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Oral Cancer Versus Canker Sore: How Do They Differ?



Oral Cancer Versus Canker Sore: How Do They Differ?

(CTN News) _ It is common for people to experience a oral cancer versus canker sore at some point in their lives. Any moist, fleshy surface inside the mouth can develop these small, often painful lesions.

The cheek, tongue, roof, and gums are included in this category.

Canker sores typically heal on their own within two to three weeks. How can you determine whether a mouth ulcer is a sign of oral cancer or a harmless canker sore?

How do canker sores differ from oral cancers?

“Canker sores” are not medical terms. Some people use it for a variety of unrelated conditions. For the sake of this article, we can keep calling them that, but the scientific name is actually “aphthous ulcers.”

In the mouth, aphthous ulcers are painful little sores. The cause isn’t known, but most resolve on their own.

Do canker sores develop in other locations on the body, too?

No. Only moist oral surfaces develop aphthous ulcers.

A yeast overgrowth called “candida” or a vitamin B deficiency can cause angular cheilitis or perlèche, which causes painful cracks in the corners of your mouth.

Lip or mouth ulcers, especially if tingling precedes them, are usually caused by the herpes virus. Cold sores or fever blisters are also called these.

Are there any other conditions that can cause ulcers inside the mouth?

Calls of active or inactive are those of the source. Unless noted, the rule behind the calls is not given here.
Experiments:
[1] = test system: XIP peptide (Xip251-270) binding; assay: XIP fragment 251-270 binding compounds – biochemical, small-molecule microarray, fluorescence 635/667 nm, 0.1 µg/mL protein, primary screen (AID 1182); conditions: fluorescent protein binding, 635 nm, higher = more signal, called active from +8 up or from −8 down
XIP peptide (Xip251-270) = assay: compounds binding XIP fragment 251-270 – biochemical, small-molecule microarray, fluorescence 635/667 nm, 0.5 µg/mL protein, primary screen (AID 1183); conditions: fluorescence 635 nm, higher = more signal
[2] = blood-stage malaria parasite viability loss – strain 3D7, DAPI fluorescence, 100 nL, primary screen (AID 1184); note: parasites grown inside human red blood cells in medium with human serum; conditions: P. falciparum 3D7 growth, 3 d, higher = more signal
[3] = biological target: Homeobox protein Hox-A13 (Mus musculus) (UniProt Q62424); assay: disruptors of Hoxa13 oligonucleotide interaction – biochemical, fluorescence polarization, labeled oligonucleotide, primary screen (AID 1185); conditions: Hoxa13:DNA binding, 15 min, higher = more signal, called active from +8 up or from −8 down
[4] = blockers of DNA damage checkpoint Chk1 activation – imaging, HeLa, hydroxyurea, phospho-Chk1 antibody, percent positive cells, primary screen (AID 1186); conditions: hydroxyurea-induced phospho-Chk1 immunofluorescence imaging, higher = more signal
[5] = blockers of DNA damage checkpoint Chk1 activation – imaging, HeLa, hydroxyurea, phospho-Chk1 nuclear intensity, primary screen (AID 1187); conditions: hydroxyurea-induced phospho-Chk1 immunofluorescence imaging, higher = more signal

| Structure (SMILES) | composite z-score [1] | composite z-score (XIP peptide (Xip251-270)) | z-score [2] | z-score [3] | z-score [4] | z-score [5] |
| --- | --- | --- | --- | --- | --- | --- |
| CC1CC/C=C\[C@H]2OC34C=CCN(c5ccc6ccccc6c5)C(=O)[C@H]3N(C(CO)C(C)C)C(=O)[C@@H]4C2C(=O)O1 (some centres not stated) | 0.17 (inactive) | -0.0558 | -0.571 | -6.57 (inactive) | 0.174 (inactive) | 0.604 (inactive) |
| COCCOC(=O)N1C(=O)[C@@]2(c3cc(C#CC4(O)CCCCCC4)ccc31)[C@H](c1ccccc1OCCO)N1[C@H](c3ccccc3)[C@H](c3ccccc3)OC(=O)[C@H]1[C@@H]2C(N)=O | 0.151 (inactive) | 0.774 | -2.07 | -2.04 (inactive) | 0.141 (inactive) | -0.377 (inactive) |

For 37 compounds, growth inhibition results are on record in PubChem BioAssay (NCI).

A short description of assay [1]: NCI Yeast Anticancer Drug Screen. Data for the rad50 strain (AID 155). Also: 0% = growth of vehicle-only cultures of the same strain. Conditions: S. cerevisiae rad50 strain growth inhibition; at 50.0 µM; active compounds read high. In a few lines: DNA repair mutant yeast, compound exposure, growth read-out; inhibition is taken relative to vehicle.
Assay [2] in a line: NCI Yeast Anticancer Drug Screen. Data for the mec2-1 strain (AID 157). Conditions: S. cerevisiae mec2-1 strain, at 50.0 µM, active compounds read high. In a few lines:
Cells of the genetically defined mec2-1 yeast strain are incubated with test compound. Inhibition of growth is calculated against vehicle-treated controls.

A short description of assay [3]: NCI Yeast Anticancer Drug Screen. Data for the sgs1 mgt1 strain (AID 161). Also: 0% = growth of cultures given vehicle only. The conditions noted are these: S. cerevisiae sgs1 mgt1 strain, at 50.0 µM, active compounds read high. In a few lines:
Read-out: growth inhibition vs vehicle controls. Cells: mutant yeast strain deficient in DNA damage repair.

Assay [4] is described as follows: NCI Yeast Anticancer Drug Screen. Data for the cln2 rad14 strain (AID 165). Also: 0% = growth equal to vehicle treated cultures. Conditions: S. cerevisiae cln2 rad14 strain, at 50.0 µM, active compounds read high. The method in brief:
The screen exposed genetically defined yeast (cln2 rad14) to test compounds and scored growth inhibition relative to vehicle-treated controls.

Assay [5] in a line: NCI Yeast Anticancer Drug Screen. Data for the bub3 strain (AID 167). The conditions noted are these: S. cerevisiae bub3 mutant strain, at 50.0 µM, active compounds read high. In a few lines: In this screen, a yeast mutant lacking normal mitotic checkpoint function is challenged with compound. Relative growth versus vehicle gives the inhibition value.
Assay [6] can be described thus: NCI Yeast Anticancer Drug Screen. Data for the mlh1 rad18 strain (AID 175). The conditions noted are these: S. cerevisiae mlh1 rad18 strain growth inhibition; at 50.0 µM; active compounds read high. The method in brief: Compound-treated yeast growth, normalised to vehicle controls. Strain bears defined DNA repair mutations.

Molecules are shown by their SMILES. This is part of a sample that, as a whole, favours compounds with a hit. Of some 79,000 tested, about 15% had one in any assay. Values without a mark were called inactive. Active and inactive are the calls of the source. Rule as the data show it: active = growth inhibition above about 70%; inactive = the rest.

Sure. Ulcers can be caused by many things other than cancer. To name a few, they include chickenpox, shingles, lichen planus, and hand, foot, and mouth disease.

How can someone tell if a mouth ulcer is an oral cancer instead of just a canker sore?

Here are the qualities I look for:

  • They look angry because of inflamed tissue surrounding their edges. Cancers don’t usually do that. Also, canker sores are flat. There is often a tiny lump or bump under the lesions in oral cancer.
  • Early stages of oral cancer are not painful. It’s not. Healing removes soreness.
  • Changes: See a doctor if you have a small spot that grows larger, a white spot that turns red, or a lesion that bleeds when it didn’t use to.
  • Is the lesion getting worse or better over time? It usually takes two to three weeks for canker sores to heal. You should see a doctor if yours doesn’t.

Do cancer patients need to be aware of anything regarding canker sores?

Chemotherapy patients often get mouth ulcers. Every month, I see a lot of patients who think they have cancer.

Mouth sores caused by chemotherapy. There’s no need to worry about this side effect since it’s well-known.

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